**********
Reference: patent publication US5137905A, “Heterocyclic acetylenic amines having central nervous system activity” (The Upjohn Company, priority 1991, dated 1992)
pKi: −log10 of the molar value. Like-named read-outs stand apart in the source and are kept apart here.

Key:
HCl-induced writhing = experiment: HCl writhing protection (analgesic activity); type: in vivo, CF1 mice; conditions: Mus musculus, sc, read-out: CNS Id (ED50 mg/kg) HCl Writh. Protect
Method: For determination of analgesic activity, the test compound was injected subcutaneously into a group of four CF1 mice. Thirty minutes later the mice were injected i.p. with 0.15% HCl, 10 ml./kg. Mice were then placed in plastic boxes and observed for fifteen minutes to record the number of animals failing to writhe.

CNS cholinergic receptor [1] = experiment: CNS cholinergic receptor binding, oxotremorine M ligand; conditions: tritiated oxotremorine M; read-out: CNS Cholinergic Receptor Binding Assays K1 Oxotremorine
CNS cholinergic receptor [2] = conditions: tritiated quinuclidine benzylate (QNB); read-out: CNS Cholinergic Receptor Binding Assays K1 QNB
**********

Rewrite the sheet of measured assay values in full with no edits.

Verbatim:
Reference: patent publication US5137905A, “Heterocyclic acetylenic amines having central nervous system activity” (The Upjohn Company, priority 1991, dated 1992)
pKi: −log10 of the molar value. Like-named read-outs stand apart in the source and are kept apart here.

Key:
HCl-induced writhing = experiment: HCl writhing protection (analgesic activity); type: in vivo, CF1 mice; conditions: Mus musculus, sc, read-out: CNS Id (ED50 mg/kg) HCl Writh. Protect
Method: For determination of analgesic activity, the test compound was injected subcutaneously into a group of four CF1 mice. Thirty minutes later the mice were injected i.p. with 0.15% HCl, 10 ml./kg. Mice were then placed in plastic boxes and observed for fifteen minutes to record the number of animals failing to writhe.

CNS cholinergic receptor [1] = experiment: CNS cholinergic receptor binding, oxotremorine M ligand; conditions: tritiated oxotremorine M; read-out: CNS Cholinergic Receptor Binding Assays K1 Oxotremorine
CNS cholinergic receptor [2] = conditions: tritiated quinuclidine benzylate (QNB); read-out: CNS Cholinergic Receptor Binding Assays K1 QNB